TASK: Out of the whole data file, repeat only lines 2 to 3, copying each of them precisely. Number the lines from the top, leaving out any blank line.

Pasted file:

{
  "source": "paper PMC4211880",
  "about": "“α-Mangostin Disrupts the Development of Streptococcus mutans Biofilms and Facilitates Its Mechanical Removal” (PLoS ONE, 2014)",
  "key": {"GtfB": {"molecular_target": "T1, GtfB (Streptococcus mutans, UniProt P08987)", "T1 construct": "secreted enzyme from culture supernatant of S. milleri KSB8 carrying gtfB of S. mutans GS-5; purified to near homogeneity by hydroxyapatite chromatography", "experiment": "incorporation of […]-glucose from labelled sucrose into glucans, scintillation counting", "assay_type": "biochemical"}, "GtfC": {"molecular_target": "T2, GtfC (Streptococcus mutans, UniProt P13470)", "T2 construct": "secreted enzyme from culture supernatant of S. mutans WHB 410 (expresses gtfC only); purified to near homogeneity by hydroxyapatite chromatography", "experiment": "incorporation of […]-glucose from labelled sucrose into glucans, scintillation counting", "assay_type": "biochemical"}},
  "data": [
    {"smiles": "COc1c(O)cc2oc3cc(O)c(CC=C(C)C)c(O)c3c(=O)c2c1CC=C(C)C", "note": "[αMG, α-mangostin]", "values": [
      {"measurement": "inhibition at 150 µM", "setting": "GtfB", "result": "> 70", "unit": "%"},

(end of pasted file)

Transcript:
  "source": "paper PMC4211880",
  "about": "“α-Mangostin Disrupts the Development of Streptococcus mutans Biofilms and Facilitates Its Mechanical Removal” (PLoS ONE, 2014)",